Ads such as this one appeared:
That year's contest was between Republican Dwight D. Eisenhower and Democrat Adlai Stevenson. Eisenhower would go on to win in a landslide. While Eisenhower's victory can be attributed to the fact that he was an immensely popular war hero running against a man who practically had to be begged to enter the race, we'd like to think that advertising played some small part in the race.
According to The Living Room Candidate, an amazing website put together by the Museum of the Moving Image, Eisenhower was the first presidential candidate to rely heavily on spot ads rather than huge chunks of TV time in which the candidate would lay out his positions.
The catchy little jingle in in the above spot was one piece of his ad effort, but we really liked the "Eisenhower Answers America" campaign, which featured Ike answering the questions of real citizens, including African-Americans.
What's interesting about the "Bus Driver" spot above is how it would be echoed decades later by Barack Obama when he accused Republicans of running the economy into the ditch. (Also interesting is a look at the electoral map to see the handful of states that the decorated war hero and Republican lost.)
Watching the spots, you can see that Eisenhower didn't exactly take to the medium like a duck to water. According to an item in the June 16, 1952, issue of Advertising Age, "Mr. Dwight D. Eisenhower made his political debut on television . . . from a crudely constructed stand in Abilene, Kan. The importance of this debut lay in the fact not only that Mr. Eisenhower was making his first bid for the Presidency via television but there had been a lot of speculation over how he would do on this merciless medium."
How did he do? The reviewer wasn't impressed: "Mr. Eisenhower . . . looked a little old and just a little tired. In many shots, his face resembled a composite photograph of -- of all people -- Mr. Taft and Mr. Truman." That was a bad thing apparently. The unnamed reviewer went on to criticize Eisenhower and his handlers for the candidate being too dull, too stale and devoid of humanity: "In short, it is this reviewer's opinion that if the Eisenhower advisers are going to keep the Eisenhower personality under wraps, they had better keep him off television."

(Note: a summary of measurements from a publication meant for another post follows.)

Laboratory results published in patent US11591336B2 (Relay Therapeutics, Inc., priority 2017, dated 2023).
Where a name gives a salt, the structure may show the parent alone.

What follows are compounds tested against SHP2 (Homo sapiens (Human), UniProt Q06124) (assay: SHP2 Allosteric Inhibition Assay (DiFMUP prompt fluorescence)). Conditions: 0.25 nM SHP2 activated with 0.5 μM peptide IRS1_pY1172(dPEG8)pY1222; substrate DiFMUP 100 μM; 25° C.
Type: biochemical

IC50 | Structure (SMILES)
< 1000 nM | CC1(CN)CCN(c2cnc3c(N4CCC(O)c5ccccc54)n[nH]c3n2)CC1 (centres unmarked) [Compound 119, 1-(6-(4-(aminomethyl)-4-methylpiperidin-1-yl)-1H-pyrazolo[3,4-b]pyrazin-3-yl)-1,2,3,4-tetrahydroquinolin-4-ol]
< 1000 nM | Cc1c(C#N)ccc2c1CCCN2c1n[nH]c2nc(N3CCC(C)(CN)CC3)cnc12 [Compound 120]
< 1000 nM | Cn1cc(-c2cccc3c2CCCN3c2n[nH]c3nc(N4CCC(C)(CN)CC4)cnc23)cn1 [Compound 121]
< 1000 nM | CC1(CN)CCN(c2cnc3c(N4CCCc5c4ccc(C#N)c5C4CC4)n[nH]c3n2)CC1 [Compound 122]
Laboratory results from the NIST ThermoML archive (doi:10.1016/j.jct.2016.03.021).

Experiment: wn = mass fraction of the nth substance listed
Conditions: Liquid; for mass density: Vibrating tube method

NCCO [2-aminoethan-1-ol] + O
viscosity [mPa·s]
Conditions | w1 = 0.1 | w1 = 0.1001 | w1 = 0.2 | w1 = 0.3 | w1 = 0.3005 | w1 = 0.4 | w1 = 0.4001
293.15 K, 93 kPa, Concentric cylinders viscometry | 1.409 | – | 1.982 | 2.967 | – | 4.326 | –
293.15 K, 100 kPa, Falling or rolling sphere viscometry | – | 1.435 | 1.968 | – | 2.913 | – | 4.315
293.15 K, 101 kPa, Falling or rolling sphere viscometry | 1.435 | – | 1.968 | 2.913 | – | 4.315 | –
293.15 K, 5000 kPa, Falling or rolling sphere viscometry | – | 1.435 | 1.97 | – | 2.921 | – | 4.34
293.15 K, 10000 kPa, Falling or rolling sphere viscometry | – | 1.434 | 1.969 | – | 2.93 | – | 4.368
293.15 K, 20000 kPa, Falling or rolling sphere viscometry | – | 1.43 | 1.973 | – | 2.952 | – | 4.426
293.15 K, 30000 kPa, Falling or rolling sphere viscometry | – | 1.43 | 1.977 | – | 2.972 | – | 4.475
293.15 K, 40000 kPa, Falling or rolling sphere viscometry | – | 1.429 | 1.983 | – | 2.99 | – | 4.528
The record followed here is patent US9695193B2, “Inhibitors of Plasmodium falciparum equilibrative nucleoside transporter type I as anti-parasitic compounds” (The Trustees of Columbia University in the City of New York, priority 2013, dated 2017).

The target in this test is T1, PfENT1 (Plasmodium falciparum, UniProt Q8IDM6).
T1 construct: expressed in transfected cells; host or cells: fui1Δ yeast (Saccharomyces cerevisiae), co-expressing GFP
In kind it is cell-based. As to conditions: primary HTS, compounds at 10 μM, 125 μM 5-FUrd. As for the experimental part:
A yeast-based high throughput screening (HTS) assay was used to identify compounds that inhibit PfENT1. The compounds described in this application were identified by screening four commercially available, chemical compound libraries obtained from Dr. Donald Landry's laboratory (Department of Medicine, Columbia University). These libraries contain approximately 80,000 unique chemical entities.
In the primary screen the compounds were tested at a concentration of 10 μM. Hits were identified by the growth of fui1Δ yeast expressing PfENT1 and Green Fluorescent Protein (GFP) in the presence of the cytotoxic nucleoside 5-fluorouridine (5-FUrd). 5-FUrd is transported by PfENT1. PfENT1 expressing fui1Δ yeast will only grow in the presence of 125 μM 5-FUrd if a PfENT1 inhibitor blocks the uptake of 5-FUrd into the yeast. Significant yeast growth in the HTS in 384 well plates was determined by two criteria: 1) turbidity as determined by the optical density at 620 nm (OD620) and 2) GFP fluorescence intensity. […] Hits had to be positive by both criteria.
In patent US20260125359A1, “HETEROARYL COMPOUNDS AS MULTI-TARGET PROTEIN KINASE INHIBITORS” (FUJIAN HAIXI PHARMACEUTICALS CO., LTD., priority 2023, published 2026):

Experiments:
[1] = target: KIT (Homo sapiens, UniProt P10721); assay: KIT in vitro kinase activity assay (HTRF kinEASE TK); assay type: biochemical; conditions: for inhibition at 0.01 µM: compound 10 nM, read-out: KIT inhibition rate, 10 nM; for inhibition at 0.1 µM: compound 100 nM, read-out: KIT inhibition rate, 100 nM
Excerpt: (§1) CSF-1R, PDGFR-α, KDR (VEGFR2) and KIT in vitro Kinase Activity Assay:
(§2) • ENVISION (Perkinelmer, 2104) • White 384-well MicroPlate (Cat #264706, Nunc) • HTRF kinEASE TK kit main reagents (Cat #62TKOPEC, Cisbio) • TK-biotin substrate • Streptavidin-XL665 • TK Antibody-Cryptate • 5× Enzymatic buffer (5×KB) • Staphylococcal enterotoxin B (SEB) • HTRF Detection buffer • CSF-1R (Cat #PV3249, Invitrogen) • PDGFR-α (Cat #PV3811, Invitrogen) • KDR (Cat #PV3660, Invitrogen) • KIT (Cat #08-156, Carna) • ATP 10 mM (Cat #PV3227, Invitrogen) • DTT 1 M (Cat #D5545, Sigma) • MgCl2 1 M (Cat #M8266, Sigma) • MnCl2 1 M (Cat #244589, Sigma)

But later in the year, Eisenhower's campaign would be jointly handled by BBDO and Rosser Reeves, who at the time worked for Ted Bates and Co. Reeves got the credit for "Eisenhower Answers America" effort. And it's quite clear that a Madison Avenue professional was in charge.
Stevenson had a slightly different take on the use of such commercials. "I think the American people will be shocked by such contempt for their intelligence," he said, vastly overestimating the intelligence of Americans. "This isn't Ivory Soap versus Palmolive."
Not that his ads could have sold either. When they weren't awful, they were weird.
In fact, Stevenson didn't appear in his ads. Stevenson, notes The Living Room Candidate, "was the first -- and last -- candidate to refuse to appear in TV ads."
An interesting footnote: Once in office, Eisenhower seems to have made a concerted effort to keep up TV appearances and did so with the help of BBDO. According to a June 8, 1953, article in Advertising Age, Eisenhower and four members of his cabinet "went before the TV cameras to make a report to the nation on the problems facing the government."
The Ad Age writer noted, "As the program progressed, it was clear that it was following the TV maxims of keep-it-moving and keep-it-visual."